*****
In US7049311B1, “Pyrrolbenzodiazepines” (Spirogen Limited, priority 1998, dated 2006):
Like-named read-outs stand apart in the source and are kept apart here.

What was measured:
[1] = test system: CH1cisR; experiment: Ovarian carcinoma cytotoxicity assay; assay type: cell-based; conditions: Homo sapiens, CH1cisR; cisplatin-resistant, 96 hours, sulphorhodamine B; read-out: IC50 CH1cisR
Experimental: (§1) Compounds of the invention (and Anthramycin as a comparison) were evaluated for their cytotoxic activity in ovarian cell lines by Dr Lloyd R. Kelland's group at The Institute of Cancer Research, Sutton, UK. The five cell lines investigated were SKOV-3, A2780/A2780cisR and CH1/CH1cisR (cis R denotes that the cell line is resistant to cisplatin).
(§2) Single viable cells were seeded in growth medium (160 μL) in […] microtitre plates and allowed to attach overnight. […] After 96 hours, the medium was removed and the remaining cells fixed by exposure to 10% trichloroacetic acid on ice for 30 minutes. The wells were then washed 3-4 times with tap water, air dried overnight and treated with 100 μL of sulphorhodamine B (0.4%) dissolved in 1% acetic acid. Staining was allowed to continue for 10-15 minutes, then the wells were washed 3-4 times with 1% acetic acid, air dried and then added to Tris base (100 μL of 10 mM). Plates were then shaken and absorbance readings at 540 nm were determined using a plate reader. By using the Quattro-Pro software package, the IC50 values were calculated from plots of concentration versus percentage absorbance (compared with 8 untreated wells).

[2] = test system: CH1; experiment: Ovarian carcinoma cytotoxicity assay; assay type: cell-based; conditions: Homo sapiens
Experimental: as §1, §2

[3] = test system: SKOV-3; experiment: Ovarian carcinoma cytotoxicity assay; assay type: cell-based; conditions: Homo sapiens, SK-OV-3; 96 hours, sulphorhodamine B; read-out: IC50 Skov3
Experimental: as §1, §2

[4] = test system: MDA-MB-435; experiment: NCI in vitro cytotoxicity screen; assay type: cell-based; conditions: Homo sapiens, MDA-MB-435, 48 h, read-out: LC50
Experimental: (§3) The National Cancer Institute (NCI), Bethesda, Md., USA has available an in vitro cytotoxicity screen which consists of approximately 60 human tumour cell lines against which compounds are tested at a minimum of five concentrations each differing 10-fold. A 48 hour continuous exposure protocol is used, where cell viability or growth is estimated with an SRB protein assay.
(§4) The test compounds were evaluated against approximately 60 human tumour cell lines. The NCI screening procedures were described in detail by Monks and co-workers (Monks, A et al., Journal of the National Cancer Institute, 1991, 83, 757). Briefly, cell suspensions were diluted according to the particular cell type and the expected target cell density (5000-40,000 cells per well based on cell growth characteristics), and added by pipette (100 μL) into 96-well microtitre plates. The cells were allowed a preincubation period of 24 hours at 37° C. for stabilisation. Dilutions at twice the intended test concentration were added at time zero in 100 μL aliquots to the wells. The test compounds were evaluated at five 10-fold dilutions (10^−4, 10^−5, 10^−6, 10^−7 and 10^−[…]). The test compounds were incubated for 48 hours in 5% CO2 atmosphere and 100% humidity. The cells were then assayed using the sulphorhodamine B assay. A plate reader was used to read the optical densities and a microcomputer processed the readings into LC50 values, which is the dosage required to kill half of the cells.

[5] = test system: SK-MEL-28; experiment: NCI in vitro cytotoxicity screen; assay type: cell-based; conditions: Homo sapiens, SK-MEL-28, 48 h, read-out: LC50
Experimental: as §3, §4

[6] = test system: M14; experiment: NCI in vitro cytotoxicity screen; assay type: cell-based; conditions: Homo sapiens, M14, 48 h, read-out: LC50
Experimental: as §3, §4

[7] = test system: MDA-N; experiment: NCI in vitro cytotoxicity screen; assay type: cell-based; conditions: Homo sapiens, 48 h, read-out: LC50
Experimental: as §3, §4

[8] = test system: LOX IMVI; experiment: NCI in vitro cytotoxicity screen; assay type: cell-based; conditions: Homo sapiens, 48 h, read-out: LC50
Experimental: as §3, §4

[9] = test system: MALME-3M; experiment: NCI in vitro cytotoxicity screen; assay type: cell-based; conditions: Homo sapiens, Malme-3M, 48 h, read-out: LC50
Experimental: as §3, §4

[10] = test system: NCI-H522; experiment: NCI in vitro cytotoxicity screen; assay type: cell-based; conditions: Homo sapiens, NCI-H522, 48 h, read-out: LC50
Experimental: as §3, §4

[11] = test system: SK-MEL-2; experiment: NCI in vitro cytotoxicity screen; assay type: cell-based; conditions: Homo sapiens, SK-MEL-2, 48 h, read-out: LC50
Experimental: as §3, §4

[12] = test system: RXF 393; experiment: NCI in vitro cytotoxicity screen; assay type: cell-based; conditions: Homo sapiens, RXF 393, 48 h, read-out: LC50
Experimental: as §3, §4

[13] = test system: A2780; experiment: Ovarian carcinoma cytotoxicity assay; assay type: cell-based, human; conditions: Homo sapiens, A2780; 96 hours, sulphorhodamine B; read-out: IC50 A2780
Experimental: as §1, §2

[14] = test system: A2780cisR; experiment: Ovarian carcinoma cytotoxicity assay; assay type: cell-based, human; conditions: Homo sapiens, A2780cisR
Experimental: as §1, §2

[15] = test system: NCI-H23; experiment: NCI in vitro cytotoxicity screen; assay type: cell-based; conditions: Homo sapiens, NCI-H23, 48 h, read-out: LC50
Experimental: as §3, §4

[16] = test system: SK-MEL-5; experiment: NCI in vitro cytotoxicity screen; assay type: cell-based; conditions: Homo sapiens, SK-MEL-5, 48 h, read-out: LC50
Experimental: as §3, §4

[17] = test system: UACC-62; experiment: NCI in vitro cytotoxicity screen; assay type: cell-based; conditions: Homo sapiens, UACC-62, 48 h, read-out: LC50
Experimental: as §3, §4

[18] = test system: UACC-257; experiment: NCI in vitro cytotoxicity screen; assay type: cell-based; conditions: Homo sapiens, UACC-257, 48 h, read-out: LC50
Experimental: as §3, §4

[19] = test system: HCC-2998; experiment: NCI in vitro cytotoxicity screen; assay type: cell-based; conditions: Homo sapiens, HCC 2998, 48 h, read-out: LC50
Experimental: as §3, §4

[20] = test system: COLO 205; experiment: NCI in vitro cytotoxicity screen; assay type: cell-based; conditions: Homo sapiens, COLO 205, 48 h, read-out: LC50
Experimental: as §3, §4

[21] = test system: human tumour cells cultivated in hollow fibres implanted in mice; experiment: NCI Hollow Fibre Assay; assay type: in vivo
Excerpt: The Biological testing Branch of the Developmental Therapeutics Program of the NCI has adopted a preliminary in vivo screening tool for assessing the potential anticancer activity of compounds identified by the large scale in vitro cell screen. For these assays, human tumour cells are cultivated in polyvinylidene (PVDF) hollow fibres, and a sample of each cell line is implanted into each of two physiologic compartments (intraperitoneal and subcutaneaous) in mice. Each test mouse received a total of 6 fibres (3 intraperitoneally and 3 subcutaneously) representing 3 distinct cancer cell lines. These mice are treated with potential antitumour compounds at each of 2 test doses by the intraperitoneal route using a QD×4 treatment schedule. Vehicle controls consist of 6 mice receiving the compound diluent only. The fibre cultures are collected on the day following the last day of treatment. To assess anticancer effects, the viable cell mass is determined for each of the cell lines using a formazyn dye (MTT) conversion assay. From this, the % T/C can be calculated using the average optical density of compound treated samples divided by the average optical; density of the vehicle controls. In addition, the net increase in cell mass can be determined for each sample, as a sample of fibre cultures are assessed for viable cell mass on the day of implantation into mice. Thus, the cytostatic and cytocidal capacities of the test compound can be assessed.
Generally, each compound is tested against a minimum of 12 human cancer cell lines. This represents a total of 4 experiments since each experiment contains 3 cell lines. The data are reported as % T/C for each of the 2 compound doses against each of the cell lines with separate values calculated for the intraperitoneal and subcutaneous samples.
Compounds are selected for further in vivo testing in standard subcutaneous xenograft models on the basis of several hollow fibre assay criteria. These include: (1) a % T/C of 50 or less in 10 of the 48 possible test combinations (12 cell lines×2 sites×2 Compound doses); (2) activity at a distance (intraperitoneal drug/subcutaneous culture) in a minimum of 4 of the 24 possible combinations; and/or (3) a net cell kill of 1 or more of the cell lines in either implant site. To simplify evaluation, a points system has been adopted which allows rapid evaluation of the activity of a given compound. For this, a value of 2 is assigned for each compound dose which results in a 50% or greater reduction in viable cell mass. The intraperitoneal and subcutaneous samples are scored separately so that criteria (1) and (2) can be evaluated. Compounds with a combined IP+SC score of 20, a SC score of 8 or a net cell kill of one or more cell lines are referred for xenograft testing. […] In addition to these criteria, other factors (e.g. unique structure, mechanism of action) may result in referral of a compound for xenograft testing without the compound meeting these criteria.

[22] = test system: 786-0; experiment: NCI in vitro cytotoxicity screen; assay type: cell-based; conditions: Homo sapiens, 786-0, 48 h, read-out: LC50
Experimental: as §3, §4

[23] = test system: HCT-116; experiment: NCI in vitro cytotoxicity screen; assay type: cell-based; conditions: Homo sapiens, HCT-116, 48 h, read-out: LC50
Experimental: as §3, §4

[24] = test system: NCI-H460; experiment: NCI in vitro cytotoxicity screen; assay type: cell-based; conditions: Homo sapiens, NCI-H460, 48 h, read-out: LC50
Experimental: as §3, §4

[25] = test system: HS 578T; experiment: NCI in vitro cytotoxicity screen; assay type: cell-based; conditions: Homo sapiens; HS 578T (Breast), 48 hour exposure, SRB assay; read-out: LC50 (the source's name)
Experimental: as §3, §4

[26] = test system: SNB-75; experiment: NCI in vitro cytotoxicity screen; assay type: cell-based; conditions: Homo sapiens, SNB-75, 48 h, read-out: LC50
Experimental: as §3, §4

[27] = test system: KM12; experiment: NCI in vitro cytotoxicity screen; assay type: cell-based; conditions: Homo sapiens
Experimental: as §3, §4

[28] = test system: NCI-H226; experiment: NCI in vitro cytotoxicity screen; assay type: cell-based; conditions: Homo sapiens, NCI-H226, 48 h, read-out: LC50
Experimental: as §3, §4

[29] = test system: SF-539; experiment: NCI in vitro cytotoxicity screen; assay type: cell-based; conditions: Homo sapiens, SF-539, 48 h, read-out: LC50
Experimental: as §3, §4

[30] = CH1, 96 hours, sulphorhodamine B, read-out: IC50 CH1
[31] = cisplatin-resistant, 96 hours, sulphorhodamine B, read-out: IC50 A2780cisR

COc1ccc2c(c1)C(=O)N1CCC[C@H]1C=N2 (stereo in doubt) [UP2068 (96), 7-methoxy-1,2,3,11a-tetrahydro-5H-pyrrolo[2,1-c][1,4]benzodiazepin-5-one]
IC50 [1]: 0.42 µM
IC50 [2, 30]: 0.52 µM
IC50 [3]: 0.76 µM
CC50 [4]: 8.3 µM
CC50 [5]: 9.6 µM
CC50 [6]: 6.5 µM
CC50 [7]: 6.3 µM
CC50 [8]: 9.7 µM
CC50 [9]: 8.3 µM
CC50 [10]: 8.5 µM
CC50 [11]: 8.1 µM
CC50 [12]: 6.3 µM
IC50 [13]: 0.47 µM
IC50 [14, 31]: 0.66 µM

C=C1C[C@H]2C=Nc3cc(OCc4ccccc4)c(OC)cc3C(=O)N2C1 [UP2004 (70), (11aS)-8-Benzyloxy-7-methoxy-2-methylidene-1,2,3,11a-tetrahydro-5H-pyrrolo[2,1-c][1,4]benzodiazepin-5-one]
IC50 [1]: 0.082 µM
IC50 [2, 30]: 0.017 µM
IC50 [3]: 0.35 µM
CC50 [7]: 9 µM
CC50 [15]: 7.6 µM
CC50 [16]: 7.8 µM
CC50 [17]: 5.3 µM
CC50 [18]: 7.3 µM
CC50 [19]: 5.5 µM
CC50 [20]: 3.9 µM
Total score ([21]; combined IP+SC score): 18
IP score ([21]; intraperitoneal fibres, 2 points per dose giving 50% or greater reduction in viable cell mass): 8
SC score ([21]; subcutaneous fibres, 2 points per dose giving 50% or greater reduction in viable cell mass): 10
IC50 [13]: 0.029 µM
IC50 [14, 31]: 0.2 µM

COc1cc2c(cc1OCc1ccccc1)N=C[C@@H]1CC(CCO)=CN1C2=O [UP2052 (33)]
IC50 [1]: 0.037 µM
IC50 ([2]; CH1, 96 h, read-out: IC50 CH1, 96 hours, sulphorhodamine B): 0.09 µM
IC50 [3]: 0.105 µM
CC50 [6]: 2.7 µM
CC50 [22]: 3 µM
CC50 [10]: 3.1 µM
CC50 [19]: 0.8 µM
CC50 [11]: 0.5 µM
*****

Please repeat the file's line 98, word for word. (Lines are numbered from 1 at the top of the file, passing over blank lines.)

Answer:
IC50 [14, 31]: 0.2 µM